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How to Diagnose and Resolve High Server Load on Linux: A Comprehensive Guide

Wednesday, July 17, 2024

Diagnosing the cause of high server load on a Linux server involves examining various aspects of system performance, including CPU, memory, disk I/O, and network usage. Here’s a structured approach using different tools and commands to identify the underlying cause of the high load:

1. Check High Server Load

uptime and top

  • uptime: Quickly shows load averages.


15:24:19 up 10 days, 2:35, 1 user, load average: 0.72, 1.01, 1.29
  • top: Provides a real-time view of system performance.

2. Analyze CPU Usage

top and htop

  • top: Check CPU usage.
top -o %CPU

Press Shift + P to sort by CPU usage.

  • htop: An enhanced version of top.
sudo apt-get install htop (On Ubuntu Machine)
sudo yum install htop htop (On Centos Machine)

Allow for easier navigation and better visualization.


  • mpstat: Part of the sysstat package, useful for checking CPU usage by individual cores.
mpstat -P ALL 1

3. Check Memory Usage

free and vmstat

  • free: Shows memory usage.
free -h
  • vmstat: Provides detailed memory, CPU, and I/O statistics.
vmstat 1

4. Inspect Disk I/O

iostat , iotop , and dstat

  • iostat: Part of sysstat , useful for checking I/O statistics.
iostat -dx 1
  • iotop: Monitors I/O usage by processes.
sudo iotop
  • dstat: A versatile tool for various system statistics, including disk I/O.
dstat -d --disk-util --disk-tps

5. Examine Network Usage

ifstat , iftop , and netstat

  • ifstat: Displays network interface statistics.
sudo apt-get install ifstat  (On Ubuntu Machine)
sudo yum install ifstat (On Centos Machine)
ifstat 1
  • iftop: Monitors bandwidth usage by host.
sudo apt-get install iftop (On Ubuntu Machine)
sudo yum install iftop (On Centos Machine)
sudo iftop
  • netstat: Provides detailed network statistics.
netstat -at

6. Check for Heavy Processes

ps and pgrep

  • ps: Lists running processes. Sort by memory or CPU usage.
ps aux --sort=-%mem | head -n 10 # Sort by memory 
ps aux --sort=-%cpu | head -n 10 # Sort by CPU

  • pgrep: Finds processes based on name and other attributes.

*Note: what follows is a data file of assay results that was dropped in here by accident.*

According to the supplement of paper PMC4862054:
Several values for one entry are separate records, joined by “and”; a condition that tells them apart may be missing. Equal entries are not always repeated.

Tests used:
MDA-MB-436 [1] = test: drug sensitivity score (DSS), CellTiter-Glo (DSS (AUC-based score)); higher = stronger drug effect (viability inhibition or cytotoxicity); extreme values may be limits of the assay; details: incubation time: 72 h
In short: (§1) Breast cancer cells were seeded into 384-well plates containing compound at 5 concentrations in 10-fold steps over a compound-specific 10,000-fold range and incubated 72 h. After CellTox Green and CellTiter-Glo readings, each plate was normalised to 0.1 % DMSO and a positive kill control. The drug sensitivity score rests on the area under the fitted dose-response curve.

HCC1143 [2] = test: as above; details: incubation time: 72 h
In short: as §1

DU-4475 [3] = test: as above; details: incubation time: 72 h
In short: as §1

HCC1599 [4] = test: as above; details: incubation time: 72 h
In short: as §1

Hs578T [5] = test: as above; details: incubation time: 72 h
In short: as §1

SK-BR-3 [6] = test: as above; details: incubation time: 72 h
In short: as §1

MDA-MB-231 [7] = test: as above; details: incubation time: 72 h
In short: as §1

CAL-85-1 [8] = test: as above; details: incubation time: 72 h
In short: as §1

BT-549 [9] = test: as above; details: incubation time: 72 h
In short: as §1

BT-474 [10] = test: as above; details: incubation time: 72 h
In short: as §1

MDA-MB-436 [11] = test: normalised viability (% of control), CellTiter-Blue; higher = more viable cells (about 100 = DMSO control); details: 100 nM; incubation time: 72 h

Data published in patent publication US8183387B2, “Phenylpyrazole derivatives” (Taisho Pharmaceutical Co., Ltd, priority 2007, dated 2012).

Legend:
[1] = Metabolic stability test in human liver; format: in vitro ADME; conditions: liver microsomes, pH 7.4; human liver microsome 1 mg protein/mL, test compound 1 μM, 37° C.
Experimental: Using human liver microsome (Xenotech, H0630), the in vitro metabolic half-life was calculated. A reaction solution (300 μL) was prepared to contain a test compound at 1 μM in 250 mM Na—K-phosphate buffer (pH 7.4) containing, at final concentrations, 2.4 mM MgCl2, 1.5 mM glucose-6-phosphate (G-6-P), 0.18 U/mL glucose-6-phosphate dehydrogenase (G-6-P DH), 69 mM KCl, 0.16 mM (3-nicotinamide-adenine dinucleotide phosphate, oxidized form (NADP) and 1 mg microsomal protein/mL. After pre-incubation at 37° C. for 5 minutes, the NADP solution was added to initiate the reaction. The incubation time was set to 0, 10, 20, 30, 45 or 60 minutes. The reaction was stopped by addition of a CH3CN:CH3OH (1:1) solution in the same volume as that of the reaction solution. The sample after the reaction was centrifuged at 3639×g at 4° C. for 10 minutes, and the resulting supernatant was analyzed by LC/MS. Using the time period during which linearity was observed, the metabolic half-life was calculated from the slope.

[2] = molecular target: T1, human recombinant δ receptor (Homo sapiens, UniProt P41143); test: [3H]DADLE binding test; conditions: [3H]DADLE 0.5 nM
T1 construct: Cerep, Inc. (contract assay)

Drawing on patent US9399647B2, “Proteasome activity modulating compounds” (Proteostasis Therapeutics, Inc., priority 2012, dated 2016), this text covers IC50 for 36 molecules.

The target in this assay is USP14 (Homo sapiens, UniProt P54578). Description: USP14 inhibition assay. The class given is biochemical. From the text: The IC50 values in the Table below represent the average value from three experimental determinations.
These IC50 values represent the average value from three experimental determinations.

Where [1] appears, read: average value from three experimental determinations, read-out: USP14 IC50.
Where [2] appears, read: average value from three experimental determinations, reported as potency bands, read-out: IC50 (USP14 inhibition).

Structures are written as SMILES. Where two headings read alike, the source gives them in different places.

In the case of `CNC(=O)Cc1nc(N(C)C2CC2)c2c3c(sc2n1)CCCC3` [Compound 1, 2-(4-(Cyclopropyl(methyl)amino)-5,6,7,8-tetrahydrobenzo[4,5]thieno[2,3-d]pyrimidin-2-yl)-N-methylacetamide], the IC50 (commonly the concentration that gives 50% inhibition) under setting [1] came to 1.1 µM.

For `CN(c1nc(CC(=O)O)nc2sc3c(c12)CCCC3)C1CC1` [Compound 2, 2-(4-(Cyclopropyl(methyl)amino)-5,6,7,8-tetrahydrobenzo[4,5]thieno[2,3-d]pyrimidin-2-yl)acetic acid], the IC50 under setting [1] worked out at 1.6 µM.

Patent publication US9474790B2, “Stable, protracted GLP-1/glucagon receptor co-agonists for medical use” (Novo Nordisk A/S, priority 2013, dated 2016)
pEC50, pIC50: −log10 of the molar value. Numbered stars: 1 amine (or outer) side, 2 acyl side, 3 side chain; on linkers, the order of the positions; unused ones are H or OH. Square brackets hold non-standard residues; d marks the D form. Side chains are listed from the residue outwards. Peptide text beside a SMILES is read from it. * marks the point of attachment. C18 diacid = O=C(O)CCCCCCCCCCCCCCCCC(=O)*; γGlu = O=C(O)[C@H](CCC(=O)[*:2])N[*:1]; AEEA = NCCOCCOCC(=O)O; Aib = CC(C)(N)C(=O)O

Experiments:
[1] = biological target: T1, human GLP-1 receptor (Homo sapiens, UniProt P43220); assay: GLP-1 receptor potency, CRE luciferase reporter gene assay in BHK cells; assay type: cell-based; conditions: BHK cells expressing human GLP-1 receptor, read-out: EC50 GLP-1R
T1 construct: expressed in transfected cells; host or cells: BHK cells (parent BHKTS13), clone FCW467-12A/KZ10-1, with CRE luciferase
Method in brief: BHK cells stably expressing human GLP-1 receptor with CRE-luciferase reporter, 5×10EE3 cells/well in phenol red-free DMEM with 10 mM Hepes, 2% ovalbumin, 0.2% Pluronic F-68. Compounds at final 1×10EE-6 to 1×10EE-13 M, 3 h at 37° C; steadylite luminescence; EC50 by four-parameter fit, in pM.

pgrep -l high_load_process_name

7. Look for System Logs

dmesg and /var/log

  • dmesg: Shows kernel and driver messages.
dmesg | tail
  • /var/log/syslog or /var/log/messages: Check for system errors or warnings.
tail -f /var/log/syslog

8. Analyze Running Services

systemctl and service

  • systemctl: Check the status of running services.
systemctl list-units --type=service --state=running
  • service: Legacy command for managing services.
service --status-all

9. Check for Zombie Processes

top and ps

  • top: Look for processes with status Z (zombie)
  • ps: List zombie processes.
ps aux | grep 'Z'

10. Monitor System with sar

sar can collect, report, and save system activity information.

  • Install sysstat:
sudo apt-get install sysstat # For Debian/Ubuntu 
sudo yum install sysstat  # For CentOS/RHEL
  • Use sar to review CPU, memory, and I/O stats.
sar -u 1 5 # CPU usage 
sar -r 1 5 # Memory usage 
sar -d 1 5 # Disk I/O

Summary of Commands

Here’s a quick reference for the commands mentioned:

  • System Load:
uptime top
  • CPU Usage:
top -o %CPU htop mpstat -P ALL 1
  • Memory Usage:
free -h vmstat 1
  • Disk I/O:
iostat -dx 1 sudo iotop dstat -d --disk-util --disk-tps
  • Network Usage:
ifstat 1 sudo iftop netstat -at
  • Processes:
ps aux --sort=-%mem | head -n 10 ps aux --sort=-%cpu | head -n 10
  • Logs:
dmesg | tail tail -f /var/log/syslog
  • Services:
systemctl list-units --type=service --state=running service --status-all
  • Zombie Processes:
ps aux | grep 'Z'
  • sar Monitoring:
sar -u 1 5 sar -r 1 5 sar -d 1 5

Using these tools and commands, you should be able to pinpoint the cause of high load on your Linux server.